Section C-Independence Determinations
Bright Line Independence Criteria. A company may not take the position that any director who satisfies only the bright line independence criteria set forth in Section 303A.02(b) is per se independent. The board is still required under Section 303A.02(a) to make an affirmative determination that the director has no material relationship with the company. The relationships described in Section 303A.02(b) were not intended to be an exhaustive list of circumstances or relationships that would preclude independence. The NYSE provides that the board can adopt a categorical list of independence standards to assist in making independence determinations. However, the NYSE expressed concern that a board which adopts as categorical standards only the NYSE bright-line test for determining independence (concluding that all other relationships are, by definition, immaterial) may raise shareholder concern about the thoroughness of the Board’s independence determinations. See FAQ C(2).
Mergers. If a listed company acquires or merges with a company that is not listed, an employee of the target may be deemed independent for purposes of the listed company’s board so long as his or her employment relationship ended prior to, or concurrent with, the transaction. See FAQ C(3)B.
Consolidated Parents or Subsidiaries. To the extent that a parent or subsidiary of a listed company is consolidated with the financial statements of the listed company, Section 303A.02(b)’s bright line tests apply to those entities as though they were the listed company. See FAQ C(3)C.
$100,000 Direct Compensation Test.
- Any director or his or her immediate family member who has received, during any twelve-month period within the last three years, more than $100,000 in direct compensation from the listed company is deemed to fail the independence test. See FAQ C(12).
- The following do not constitute direct compensation:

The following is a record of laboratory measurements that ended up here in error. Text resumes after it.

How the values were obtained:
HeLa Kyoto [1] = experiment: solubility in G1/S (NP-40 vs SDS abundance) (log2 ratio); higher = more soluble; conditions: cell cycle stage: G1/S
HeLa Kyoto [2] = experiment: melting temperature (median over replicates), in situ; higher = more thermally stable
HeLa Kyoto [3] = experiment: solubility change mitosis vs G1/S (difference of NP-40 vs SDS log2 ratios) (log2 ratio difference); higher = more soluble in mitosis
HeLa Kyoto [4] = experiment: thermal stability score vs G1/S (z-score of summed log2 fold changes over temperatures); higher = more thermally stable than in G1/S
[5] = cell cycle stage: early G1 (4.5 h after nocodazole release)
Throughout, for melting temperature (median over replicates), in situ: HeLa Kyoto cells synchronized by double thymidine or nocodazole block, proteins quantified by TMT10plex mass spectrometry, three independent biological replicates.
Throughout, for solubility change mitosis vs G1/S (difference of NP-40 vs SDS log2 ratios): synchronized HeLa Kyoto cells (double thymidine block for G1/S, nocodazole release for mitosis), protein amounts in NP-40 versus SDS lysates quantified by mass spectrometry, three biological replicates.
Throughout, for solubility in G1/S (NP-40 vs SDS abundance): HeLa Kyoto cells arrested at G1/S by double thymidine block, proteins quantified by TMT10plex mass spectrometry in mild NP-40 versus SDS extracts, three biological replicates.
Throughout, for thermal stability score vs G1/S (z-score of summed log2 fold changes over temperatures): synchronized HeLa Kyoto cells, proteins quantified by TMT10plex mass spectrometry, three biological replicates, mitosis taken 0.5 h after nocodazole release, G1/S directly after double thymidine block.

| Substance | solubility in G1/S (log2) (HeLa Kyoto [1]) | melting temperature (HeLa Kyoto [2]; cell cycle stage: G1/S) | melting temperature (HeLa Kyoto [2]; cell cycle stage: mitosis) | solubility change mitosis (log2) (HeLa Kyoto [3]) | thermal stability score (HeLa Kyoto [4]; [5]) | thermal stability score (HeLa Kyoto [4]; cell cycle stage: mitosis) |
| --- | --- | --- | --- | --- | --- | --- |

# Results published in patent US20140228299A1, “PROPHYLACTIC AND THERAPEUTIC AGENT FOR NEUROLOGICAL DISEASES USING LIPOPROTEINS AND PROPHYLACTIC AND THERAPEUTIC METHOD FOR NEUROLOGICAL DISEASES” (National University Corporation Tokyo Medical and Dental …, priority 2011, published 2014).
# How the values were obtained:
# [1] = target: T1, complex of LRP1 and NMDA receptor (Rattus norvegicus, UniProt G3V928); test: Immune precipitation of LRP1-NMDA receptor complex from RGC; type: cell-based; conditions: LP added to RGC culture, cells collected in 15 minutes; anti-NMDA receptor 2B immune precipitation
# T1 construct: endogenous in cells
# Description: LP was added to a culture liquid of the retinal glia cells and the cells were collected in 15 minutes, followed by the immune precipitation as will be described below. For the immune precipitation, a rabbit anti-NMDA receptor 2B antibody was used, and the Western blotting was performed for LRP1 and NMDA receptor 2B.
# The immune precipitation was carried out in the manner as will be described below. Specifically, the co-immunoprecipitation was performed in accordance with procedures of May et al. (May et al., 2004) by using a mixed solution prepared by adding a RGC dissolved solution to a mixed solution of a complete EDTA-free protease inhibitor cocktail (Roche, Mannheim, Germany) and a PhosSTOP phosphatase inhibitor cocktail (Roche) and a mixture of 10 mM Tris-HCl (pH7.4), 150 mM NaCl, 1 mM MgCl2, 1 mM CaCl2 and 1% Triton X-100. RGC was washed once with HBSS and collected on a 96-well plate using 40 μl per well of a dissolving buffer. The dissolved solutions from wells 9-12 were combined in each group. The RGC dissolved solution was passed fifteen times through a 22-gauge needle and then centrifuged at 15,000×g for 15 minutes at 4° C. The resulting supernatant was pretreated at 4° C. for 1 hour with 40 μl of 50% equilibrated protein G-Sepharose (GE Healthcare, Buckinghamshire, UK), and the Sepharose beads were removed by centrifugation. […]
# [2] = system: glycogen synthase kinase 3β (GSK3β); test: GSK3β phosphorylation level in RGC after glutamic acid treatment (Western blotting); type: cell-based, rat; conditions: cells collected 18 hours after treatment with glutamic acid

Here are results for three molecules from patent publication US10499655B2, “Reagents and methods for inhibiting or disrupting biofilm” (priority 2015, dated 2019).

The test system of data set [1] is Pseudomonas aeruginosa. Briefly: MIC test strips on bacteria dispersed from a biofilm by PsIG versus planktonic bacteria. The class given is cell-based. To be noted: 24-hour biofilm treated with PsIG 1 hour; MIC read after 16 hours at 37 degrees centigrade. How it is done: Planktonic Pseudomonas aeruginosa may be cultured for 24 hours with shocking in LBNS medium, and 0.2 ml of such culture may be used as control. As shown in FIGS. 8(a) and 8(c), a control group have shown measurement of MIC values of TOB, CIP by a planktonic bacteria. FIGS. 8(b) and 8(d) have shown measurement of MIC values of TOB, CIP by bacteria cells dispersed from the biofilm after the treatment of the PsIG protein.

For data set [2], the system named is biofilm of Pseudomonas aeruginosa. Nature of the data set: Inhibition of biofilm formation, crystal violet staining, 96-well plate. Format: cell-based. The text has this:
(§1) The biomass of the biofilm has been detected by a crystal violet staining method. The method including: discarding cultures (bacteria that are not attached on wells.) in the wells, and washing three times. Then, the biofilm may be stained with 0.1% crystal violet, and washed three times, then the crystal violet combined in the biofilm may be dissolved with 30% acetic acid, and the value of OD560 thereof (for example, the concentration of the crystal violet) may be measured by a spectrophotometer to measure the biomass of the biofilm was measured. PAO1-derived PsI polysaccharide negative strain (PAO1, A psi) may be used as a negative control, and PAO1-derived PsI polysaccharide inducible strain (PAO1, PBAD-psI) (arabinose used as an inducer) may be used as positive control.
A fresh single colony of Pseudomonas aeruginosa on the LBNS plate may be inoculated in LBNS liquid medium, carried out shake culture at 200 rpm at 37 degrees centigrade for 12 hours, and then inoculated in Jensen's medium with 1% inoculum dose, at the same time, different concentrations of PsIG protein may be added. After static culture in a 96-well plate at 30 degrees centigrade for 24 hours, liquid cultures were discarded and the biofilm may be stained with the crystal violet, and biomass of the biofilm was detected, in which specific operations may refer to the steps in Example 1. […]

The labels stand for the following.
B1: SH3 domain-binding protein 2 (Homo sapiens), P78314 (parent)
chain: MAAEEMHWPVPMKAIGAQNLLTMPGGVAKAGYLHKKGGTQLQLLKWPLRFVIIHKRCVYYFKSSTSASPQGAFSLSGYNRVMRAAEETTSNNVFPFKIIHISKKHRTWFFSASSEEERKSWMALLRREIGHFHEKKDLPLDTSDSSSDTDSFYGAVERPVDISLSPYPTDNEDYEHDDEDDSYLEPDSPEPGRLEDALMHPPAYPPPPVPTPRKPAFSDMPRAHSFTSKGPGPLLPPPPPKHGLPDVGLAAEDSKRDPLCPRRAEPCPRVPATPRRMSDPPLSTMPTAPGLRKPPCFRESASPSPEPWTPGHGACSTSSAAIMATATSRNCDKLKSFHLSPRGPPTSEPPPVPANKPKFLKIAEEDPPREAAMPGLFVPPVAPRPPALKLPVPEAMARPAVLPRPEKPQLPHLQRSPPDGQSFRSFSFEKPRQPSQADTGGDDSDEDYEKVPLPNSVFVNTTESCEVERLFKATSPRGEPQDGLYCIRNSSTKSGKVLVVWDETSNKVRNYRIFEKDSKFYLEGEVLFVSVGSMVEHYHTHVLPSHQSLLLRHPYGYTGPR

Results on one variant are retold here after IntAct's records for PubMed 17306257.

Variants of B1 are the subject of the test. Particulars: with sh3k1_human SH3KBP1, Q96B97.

• Dividend or interest income and reimbursement for bona fide and documented expenses. See FAQ C(8) and C(9).
• Severance payments and non-compete arrangements, because they do not typically require continued services. See FAQ C(10).
- Payments to an individual’s solely-owned business entity are considered direct compensation. See FAQ C(11).
Section 303A.02(b)(v)’s Revenue Test: “Current Employee” Aspect. Once a director’s employment with a company that has, or within the past one/three most recently completed fiscal years (as applicable) had, a relationship with a listed company that resulted in payments or receipts in excess of the limits ceases, the director can be considered to be independent for purposes of this section even if the relationship between the two companies continues. See FAQ C(15).
Section 303A.02(b)(v)’s Revenue Test: Loans, Aggregation, and “Last Completed Fiscal Year.”
- Loans from financial institutions are not considered “payments,” but interest and fees paid on those loans are considered “payments.” See FAQ C(16).
- Companies should not net payments made to against payments received from a listed company to measure against a director company’s revenues for purposes of this section. See FAQ C(17).
- Payments and consolidated gross revenues of the director’s company for its last completed fiscal year should be measured against the consolidated gross revenues of the director’s company’s (and not the listed company’s) last completed fiscal year. See FAQ C(18).
Section D-Non-Management Director Communications
Screening. A company may designate an employee, including a corporate secretary or general counsel, to act as an agent for the non-management directors in facilitating direct communications to the board. The employee may not screen or “filter out” any direct communications from being presented to the non-management directors without instruction from the non-management directors.
- The non-management directors should establish procedures for how direct communications should be handled, including if and when such communications should be shared with a company’s management. See FAQ D(1).
Section G-Code of Business Conduct and Ethics
Section 303A.10’s Prompt Waiver Disclosure. With respect to a board’s determination to approve any waiver from the company’s code of business conduct and ethics, the distribution of a press release within 2-3 business days of such a determination, website disclosure, and notice to the SEC on Form 8-K constitute a non-exclusive list of prompt waiver disclosure actions. See FAQ G(1).
If you have any questions or would like to learn more about these FAQs, please contact your usual legal advisor at Ropes & Gray.